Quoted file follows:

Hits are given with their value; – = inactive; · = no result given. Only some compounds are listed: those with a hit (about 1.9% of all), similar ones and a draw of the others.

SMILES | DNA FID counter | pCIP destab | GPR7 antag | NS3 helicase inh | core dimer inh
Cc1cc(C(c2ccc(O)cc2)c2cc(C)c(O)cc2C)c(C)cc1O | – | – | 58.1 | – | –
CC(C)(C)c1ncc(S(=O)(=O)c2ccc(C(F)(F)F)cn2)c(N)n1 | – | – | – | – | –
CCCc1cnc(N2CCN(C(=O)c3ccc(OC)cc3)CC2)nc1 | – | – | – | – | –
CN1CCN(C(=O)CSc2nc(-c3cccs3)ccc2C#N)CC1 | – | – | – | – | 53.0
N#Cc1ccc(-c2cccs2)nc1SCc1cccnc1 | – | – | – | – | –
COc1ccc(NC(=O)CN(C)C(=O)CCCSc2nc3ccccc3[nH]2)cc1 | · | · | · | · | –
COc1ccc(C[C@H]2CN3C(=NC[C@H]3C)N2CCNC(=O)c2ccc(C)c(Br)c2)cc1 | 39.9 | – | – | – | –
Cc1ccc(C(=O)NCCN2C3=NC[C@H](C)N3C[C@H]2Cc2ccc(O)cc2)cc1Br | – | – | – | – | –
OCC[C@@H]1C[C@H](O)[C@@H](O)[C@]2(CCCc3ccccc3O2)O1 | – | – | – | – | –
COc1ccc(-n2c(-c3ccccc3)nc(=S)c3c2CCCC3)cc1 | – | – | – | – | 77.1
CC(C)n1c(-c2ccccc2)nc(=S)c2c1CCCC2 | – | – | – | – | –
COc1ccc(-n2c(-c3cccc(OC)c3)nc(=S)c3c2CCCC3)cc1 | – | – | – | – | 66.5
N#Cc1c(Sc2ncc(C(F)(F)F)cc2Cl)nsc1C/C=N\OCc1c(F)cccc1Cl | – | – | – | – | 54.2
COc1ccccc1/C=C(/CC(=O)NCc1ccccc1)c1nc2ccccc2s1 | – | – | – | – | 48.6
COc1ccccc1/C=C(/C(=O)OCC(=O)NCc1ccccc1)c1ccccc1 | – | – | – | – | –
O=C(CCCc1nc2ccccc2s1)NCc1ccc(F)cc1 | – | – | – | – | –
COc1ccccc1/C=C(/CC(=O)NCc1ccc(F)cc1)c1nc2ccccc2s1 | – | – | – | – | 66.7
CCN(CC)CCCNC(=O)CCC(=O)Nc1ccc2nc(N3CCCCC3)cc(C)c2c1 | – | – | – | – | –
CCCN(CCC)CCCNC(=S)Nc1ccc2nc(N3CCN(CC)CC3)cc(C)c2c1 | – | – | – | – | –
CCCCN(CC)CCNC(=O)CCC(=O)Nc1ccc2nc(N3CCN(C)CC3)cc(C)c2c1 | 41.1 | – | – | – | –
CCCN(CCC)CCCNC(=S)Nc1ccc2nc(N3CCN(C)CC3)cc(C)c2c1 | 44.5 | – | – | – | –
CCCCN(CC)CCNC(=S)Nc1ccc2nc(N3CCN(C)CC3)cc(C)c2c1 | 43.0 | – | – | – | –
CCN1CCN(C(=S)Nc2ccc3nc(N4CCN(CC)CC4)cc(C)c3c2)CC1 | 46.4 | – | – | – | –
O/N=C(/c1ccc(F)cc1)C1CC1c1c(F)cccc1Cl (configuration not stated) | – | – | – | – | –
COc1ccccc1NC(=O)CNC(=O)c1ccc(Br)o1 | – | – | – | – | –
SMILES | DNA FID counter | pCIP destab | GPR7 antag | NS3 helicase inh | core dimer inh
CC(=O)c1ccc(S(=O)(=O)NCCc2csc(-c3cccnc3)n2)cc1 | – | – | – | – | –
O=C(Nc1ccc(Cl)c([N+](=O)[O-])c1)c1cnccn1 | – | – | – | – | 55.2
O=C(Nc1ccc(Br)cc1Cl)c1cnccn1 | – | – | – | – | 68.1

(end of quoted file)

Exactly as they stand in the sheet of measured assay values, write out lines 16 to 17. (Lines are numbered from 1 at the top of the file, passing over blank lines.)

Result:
COc1ccccc1/C=C(/CC(=O)NCc1ccccc1)c1nc2ccccc2s1 | – | – | – | – | 48.6
COc1ccccc1/C=C(/C(=O)OCC(=O)NCc1ccccc1)c1ccccc1 | – | – | – | – | –